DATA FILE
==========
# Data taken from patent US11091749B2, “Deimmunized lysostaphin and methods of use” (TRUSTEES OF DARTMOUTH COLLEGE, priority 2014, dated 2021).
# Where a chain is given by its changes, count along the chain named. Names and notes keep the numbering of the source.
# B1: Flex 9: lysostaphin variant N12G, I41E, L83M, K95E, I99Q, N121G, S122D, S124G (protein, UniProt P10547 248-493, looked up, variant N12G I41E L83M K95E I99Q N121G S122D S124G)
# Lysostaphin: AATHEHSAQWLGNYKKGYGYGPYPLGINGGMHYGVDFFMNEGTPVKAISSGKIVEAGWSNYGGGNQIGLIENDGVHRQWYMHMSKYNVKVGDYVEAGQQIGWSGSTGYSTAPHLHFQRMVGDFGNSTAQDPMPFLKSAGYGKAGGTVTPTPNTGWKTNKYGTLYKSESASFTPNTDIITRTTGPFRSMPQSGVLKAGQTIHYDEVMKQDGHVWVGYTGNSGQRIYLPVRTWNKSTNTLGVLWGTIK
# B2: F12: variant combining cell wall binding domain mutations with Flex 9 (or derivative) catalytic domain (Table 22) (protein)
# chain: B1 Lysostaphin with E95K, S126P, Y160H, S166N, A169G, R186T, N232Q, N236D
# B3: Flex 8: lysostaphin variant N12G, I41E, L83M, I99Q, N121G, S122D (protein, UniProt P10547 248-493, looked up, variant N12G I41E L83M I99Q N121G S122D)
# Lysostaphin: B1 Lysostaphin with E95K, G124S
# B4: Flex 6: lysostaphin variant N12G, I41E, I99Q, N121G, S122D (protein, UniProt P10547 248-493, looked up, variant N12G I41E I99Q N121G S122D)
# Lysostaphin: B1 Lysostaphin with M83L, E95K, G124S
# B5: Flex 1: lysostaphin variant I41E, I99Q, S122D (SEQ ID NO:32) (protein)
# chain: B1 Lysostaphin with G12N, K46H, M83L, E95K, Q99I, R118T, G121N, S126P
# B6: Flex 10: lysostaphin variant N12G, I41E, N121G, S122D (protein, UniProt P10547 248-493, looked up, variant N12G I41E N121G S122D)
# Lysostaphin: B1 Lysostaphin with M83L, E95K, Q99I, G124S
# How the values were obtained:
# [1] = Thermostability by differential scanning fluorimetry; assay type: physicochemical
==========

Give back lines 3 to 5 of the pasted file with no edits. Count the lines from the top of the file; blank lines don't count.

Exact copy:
# B1: Flex 9: lysostaphin variant N12G, I41E, L83M, K95E, I99Q, N121G, S122D, S124G (protein, UniProt P10547 248-493, looked up, variant N12G I41E L83M K95E I99Q N121G S122D S124G)
# Lysostaphin: AATHEHSAQWLGNYKKGYGYGPYPLGINGGMHYGVDFFMNEGTPVKAISSGKIVEAGWSNYGGGNQIGLIENDGVHRQWYMHMSKYNVKVGDYVEAGQQIGWSGSTGYSTAPHLHFQRMVGDFGNSTAQDPMPFLKSAGYGKAGGTVTPTPNTGWKTNKYGTLYKSESASFTPNTDIITRTTGPFRSMPQSGVLKAGQTIHYDEVMKQDGHVWVGYTGNSGQRIYLPVRTWNKSTNTLGVLWGTIK
# B2: F12: variant combining cell wall binding domain mutations with Flex 9 (or derivative) catalytic domain (Table 22) (protein)